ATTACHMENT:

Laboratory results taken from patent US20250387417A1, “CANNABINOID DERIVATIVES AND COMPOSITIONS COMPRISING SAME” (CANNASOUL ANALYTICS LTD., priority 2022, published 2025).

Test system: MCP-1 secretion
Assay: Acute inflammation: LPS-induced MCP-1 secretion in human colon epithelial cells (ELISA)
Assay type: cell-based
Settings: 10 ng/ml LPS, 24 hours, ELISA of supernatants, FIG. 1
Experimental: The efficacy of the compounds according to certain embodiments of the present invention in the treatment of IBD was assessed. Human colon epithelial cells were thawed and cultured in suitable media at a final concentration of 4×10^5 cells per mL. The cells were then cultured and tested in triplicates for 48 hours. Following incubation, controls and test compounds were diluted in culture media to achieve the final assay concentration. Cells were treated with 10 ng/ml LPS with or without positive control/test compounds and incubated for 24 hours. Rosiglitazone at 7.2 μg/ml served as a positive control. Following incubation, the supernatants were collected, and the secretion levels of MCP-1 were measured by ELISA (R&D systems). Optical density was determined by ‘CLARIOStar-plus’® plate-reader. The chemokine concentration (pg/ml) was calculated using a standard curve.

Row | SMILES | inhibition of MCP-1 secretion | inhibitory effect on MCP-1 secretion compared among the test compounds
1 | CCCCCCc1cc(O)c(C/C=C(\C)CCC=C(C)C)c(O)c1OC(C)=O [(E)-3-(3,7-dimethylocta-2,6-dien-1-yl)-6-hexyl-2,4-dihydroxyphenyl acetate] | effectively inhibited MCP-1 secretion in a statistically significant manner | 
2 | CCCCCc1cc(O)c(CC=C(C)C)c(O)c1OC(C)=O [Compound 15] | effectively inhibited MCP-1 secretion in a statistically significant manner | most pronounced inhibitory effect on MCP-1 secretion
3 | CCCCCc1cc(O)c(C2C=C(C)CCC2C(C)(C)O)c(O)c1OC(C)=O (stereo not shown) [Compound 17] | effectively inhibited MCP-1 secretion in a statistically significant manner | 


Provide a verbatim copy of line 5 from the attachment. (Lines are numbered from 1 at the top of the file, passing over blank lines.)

Settings: 10 ng/ml LPS, 24 hours, ELISA of supernatants, FIG. 1